Veterans’ stories from Green Bay and Two Rivers

As a proud new team member of Recollection Wisconsin, I’ll be writing a series of dispatches from my travels all over Wisconsin to find oral history collections at libraries, archives, museums, historical societies, and other memory organizations. I have this rare opportunity thanks to our NEH grant-funded yearlong project, Listening to War: Uncovering Wisconsin’s Wartime Oral Histories. You can read more about it by visiting

My trip to the Green Bay area covered the most institutions I’ve visited so far in a single trip: over two days, I worked at the UW Green Bay Archives and Area Research Center, in downtown Green Bay at the Neville Public Museum of Brown County, and then at the Lester Public Library in Two Rivers, about 45 minutes southeast of Green Bay. This was my first time in the area, finally getting to see the land of milk and honey cheese where the Packers come from!

I worked with University Archivist Deb Anderson in the David A. Cofrin Library at UWGB. She brought out a diamond of a collection, which was recorded as an independent study project for a Women’s History professor on campus. Included were cassette tape interviews with eight women, plus photos of them from their time in service during World War II. Anderson also showed me a collection of digital video interviews collected by two student veterans as part of a recent interdisciplinary course called Documenting Memory.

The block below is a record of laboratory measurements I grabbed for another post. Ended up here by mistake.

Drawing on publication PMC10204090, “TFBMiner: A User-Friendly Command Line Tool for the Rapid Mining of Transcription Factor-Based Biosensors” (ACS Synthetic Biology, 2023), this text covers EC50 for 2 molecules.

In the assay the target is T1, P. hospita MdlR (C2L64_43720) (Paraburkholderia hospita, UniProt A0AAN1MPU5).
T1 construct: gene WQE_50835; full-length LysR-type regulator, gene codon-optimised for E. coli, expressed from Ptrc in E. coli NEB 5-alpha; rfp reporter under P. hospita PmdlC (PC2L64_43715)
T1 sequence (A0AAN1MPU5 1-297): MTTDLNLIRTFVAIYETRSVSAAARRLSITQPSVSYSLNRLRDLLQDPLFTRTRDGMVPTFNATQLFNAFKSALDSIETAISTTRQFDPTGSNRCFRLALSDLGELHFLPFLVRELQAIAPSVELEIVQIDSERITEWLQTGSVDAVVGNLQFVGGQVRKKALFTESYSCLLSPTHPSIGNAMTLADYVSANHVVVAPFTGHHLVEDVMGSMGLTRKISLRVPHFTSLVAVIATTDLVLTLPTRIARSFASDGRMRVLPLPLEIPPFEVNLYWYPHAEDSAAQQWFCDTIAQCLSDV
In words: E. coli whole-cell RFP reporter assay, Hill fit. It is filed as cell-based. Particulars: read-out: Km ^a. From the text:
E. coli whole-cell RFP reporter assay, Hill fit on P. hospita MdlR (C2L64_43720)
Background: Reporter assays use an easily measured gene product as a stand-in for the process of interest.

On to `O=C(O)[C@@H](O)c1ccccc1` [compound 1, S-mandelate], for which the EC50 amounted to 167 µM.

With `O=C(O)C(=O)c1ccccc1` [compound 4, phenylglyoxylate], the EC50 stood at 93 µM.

At the Neville Public Museum, after I walked past the really cool dinosaur statues in front of the museum, Collections Manager Louise Pfotenhauer showed me to the research room. There, I inventoried a collection of DVDs with interviews of Vietnam War veterans. These interviews grew out of the planning process for the LZ Lambeau “welcome home” celebration at Lambeau Field, attended by thousands of Vietnam veterans and their families in 2010.

The next day, I drove to Two Rivers, a small community on Lake Michigan with a large, new library building powered by solar panels. The Lester Public Library hosts a popular community event known as Story Circle, in which community members come in to be interviewed and filmed. The resulting DVDs of these oral history interviews are available for check out. One standout interview for the Listening to War project comes from Gunther Skaletz, a Polish man who was conscripted into the German army, taken prisoner by the KGB, and ultimately emigrated to America.

I still have many more places to visit in the northeast, and I’m glad I get the chance to come back soon!

We are currently reaching out to Wisconsin libraries, archives, museums and historical societies with relevant materials for this inventory project, but we may have missed you. Does your organization have oral histories? We’d love to hear from you! Please use this form to tell us more about your collections.

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